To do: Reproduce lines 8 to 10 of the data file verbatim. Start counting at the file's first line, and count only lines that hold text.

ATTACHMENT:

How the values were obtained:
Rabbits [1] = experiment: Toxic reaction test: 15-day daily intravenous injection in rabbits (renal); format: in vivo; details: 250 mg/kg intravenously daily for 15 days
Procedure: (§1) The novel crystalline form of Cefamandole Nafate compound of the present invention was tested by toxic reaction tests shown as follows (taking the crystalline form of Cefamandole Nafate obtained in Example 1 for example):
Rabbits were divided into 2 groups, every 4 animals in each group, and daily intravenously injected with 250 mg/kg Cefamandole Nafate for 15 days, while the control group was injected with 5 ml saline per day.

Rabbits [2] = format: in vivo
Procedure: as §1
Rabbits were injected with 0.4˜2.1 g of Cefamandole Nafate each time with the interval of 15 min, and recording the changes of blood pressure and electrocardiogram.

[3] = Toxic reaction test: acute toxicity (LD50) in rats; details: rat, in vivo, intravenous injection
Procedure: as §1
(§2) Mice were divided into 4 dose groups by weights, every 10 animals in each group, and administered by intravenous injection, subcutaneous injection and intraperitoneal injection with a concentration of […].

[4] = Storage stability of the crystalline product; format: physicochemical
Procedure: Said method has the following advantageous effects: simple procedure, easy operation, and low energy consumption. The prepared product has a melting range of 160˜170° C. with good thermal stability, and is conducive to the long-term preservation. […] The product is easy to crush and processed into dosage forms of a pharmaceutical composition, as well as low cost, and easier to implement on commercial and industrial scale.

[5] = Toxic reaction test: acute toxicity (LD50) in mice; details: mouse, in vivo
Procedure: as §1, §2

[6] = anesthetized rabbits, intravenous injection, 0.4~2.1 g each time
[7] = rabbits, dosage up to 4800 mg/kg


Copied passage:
[3] = Toxic reaction test: acute toxicity (LD50) in rats; details: rat, in vivo, intravenous injection
Procedure: as §1
(§2) Mice were divided into 4 dose groups by weights, every 10 animals in each group, and administered by intravenous injection, subcutaneous injection and intraperitoneal injection with a concentration of […].